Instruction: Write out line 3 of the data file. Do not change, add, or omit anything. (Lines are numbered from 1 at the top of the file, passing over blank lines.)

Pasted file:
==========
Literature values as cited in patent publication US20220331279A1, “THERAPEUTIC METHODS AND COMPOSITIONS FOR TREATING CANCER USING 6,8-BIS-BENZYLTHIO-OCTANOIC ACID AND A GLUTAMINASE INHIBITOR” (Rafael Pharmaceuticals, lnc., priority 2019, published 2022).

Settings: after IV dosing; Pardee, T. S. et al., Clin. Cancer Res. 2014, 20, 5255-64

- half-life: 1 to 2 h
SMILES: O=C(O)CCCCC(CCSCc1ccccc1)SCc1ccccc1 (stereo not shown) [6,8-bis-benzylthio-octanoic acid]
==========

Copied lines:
- half-life: 1 to 2 h